The low hanging trees formed a natural roof canopy over the audience area, and slung around this were several strings a LED lanterns, made up using intelligent IMS festoon with each bulb dressed by a round white lamp shade. The DMX colour changing bulbs were individually mapped through the lighting desk which looked highly effective.
Stage Three, The Chapel was another detailed scenic masterpiece ensconced in a clearing along one of the winding woodland pathways followed by guests on their enchanted journey to discovery the ‘lost village’.
This stage featured an all DJ line up and ran for Saturday and Sunday of the event, looked after for dbn by Chris Phillips (Pip).
As with the Cabin, there were limited rigging positions available, so the dbn team used a bit of invention.
Two CP Mythos moving lights were hung above the DJ booth with another two just inside the door effectively surrounding the DJ, with four more Mythos on the two stage wings in weather domes, shooting down the audience area.
Four Sharpy Washes – their compact size ideal for the space – were squeezed in above the DJ, with another two behind the Chapel’s two windows, also blasting out into the audience.
Four Atomic strobes were in these same positions, with two LED PARs as key light for the DJ, and another three Spectral LED PARs a side ratchet strapped into the trees to light the front of stage.
Illuminated balloons around the stage were supplied by Made Up.
Pip used a Pearl Expert to control the lights and enjoyed the opportunity to adopt a creative ‘busking’ style.
Nick Buckley himself ran lighting at the fourth operated stage, Lookout, which was heavily disguised as a forest hideaway and located in Base Camp, together with a collection of funky food vendors, chill out areas, phone charging stations, etc.
This stage was considerably larger than last year and based around a full structure, supplied, together with all the other stages by G2, with Evolution doing the site-wide stage scenic dressing, which paid huge attention to the detail making each stage stand out.
A full programme of live and DJ acts ran throughout the weekend at Lookout adding to the overall loungey, relaxed vibe of this zone.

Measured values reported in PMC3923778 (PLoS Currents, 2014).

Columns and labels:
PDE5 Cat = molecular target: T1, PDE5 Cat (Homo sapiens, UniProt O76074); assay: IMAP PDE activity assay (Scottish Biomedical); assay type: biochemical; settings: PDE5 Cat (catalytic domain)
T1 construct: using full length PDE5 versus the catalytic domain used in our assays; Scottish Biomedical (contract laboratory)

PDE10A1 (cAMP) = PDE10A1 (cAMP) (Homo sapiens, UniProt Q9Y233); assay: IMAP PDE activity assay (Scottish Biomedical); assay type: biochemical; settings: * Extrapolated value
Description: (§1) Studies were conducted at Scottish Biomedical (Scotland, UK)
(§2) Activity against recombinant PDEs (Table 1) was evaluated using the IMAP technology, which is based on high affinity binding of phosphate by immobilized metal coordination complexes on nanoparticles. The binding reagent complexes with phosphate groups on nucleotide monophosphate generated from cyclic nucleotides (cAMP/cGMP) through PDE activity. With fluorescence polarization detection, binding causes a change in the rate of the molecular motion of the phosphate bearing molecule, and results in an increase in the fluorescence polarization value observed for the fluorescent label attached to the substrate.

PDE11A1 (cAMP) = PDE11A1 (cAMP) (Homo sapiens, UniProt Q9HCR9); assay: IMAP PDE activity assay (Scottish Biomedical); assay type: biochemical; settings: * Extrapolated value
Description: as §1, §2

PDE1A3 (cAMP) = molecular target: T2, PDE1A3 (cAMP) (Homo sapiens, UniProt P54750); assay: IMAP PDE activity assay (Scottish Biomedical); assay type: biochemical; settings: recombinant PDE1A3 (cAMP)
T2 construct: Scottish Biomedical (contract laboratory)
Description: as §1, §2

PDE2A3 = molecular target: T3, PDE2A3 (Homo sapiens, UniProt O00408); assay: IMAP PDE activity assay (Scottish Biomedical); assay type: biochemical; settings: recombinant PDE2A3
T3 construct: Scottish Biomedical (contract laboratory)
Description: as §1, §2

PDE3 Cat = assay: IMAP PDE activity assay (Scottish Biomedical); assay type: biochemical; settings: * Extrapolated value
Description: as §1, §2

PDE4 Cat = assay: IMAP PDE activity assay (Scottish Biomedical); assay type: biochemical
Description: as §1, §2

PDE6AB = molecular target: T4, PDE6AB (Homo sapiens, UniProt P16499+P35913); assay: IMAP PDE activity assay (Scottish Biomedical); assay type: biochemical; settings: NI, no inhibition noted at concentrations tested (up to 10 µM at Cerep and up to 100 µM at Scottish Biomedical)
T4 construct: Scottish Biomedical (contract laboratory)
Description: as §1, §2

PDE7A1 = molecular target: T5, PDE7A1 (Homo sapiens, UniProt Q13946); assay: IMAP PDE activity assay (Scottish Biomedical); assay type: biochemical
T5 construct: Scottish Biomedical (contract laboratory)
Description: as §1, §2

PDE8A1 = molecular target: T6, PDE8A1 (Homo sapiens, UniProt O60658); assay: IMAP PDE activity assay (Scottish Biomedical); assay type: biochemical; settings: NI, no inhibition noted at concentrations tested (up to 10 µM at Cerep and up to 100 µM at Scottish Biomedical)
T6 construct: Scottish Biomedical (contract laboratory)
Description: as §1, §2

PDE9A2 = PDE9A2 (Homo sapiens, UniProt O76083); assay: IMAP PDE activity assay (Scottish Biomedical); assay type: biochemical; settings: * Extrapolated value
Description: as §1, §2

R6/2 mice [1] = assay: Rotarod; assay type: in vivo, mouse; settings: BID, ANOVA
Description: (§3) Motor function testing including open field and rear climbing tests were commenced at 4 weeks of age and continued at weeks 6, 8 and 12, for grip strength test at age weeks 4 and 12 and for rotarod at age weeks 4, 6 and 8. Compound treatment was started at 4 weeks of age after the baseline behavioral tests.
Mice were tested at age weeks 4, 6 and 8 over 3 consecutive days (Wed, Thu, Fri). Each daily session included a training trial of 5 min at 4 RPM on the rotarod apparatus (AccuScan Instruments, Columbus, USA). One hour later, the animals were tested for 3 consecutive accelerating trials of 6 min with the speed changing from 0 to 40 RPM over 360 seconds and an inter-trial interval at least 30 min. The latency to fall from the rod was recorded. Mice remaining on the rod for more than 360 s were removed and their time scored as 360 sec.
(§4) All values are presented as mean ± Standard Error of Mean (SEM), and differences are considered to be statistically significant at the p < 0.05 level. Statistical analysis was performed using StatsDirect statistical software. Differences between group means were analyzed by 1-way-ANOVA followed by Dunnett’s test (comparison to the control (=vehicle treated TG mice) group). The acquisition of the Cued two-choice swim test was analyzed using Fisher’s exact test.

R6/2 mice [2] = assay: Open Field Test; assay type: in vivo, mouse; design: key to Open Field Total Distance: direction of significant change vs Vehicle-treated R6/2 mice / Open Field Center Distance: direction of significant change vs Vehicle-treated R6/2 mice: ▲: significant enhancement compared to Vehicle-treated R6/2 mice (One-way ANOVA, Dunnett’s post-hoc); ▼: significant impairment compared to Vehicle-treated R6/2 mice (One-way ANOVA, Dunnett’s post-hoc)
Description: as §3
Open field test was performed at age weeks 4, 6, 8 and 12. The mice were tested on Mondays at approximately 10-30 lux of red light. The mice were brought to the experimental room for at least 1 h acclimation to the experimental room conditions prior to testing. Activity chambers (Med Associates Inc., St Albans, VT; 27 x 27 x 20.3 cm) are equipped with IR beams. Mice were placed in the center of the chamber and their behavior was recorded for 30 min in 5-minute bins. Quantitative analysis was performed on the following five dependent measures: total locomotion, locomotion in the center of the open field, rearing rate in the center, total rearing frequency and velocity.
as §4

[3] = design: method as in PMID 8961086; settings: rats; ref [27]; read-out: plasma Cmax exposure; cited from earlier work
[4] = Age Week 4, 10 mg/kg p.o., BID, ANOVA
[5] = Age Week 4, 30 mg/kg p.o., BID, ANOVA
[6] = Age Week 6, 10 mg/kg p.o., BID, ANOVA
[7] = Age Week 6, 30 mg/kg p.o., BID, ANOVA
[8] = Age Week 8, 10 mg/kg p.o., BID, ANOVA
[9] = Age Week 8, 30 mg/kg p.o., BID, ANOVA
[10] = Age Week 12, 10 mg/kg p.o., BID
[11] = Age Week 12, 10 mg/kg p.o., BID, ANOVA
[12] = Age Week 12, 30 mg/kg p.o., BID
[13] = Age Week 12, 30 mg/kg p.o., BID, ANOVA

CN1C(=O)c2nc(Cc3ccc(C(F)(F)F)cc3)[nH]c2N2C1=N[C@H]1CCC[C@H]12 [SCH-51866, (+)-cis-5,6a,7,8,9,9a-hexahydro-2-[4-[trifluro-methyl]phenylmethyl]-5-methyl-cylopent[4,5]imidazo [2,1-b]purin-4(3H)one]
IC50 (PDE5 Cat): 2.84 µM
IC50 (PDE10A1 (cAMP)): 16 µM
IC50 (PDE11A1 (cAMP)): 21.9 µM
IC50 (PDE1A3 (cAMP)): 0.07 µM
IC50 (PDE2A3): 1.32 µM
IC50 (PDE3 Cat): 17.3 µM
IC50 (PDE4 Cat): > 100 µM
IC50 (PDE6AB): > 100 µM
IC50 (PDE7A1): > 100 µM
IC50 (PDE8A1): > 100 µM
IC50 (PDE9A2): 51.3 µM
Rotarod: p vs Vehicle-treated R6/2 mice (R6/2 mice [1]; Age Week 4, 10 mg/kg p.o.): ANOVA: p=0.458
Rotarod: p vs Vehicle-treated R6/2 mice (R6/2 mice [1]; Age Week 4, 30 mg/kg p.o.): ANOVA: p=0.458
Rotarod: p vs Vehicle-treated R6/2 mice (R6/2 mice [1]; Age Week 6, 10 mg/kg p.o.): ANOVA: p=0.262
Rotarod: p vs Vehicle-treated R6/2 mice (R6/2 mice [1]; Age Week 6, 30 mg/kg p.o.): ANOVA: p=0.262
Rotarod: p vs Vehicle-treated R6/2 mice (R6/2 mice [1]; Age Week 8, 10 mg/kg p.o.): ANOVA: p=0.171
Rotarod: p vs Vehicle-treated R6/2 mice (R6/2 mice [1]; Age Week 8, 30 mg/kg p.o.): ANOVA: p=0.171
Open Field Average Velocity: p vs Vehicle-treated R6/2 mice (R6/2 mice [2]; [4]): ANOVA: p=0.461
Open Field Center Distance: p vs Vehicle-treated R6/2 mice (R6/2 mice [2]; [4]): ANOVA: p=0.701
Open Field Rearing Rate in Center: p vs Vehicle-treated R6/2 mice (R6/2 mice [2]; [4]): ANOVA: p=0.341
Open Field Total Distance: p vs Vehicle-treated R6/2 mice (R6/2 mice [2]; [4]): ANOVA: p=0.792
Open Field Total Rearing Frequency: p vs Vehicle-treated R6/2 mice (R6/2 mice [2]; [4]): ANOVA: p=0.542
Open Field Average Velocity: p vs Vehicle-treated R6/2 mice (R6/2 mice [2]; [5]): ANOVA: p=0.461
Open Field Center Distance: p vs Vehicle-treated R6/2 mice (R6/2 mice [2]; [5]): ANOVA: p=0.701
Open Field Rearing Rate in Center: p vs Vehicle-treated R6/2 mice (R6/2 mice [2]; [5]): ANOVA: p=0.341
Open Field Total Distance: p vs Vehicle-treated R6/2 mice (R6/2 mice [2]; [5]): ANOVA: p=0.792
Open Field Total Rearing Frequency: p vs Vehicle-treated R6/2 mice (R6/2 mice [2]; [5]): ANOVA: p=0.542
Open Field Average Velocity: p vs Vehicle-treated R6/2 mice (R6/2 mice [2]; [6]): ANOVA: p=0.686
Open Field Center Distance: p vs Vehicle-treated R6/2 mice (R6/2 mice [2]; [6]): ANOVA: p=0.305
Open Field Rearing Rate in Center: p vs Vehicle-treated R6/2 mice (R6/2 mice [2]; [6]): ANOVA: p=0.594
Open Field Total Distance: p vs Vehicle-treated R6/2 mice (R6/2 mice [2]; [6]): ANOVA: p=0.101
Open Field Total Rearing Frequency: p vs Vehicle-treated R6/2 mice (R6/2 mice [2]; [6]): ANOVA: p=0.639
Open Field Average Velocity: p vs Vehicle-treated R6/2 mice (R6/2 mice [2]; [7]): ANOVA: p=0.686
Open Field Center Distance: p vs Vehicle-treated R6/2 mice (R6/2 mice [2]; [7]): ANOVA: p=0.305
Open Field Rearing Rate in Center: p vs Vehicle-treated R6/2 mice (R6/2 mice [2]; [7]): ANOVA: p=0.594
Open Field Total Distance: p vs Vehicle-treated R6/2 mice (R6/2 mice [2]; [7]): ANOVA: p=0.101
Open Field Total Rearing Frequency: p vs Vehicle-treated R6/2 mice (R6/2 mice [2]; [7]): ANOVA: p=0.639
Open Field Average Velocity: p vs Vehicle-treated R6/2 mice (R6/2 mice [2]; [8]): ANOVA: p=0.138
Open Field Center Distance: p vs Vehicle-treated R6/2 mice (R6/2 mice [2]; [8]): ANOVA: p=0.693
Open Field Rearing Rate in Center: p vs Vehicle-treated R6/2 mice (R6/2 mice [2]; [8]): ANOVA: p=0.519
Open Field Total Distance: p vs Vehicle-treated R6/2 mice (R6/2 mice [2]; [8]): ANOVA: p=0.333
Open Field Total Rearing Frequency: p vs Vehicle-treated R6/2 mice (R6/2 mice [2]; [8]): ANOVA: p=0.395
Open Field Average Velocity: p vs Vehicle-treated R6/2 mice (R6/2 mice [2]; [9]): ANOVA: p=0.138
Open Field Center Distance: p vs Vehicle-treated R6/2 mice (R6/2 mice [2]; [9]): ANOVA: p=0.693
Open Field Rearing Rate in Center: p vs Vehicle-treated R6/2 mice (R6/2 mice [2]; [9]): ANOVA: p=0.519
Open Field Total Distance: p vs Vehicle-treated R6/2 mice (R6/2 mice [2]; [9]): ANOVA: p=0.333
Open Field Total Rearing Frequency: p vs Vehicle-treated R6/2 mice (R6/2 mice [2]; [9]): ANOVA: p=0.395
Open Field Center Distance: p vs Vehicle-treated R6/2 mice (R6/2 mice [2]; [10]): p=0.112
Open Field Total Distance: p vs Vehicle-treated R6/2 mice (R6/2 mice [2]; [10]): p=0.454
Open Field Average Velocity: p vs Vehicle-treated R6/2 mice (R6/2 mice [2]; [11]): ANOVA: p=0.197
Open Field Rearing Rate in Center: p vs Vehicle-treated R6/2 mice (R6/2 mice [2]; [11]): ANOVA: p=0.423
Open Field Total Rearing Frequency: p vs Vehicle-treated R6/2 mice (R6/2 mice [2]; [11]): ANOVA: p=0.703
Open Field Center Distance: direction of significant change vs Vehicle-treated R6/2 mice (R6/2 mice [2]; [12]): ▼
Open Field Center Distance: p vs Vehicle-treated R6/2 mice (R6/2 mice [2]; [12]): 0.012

The stage structure was again utilised for lighting hanging points the four CP Alpha Beam 700s, eight a.leda K10s with B-Eye lenses, four Atomic strobes and half a dozen Moles for audience blinding. Twenty-four strings of fairy lights on poles formed a canopy over the audience immediately in front of stage.
Nick ran the lighting from a Pearl Expert console.
Ruthie Ford from Cloud Nine Décor commissioned and oversaw the making and installation of literally hundreds of pieces of natural and organic art dotted around the site – hanging in the trees, attached to the bushes and hiding in the undergrowth – including mirror people and tree wrapping, all of which were lit, sometimes incidentally, by the environmental lighting for which dbn supplied around 32 SGM P5 LED floods and 60 Spectral LED PARs.
dbn also supplied a self-running lighting system for Lost Bureaux, a small charismatic DJ intervention underneath a huge tree en route to the Lake.
Four High End classic Trackspots were dusted off; well preserved, these quality lighting antiques are frequently in action for this type of work throughout the summer and added to Studio Due ArchiLEDs skimming up the décor and fascias, with a collection of Squirrel Cage light-bulbs dotted around running twinkling chases around the front of a building.
Site-wide power was provided by SWG and sound for all areas by Audile.
The event on the first ‘official’ UK festival weekend of the year, enjoyed amazing weather and a great buzz.
Nick concludes: “It was fantastic be back at the Lost Village again this year and to see it develop without losing any of the unique and friendly vibes making it so different and special! It’s always great working with Andy, Jay and Ben; their approach to creating great entertainment environments is truly innovative.”
photos: Louise Stickkland and Lost Village Festival / Fanatic
4th July 2016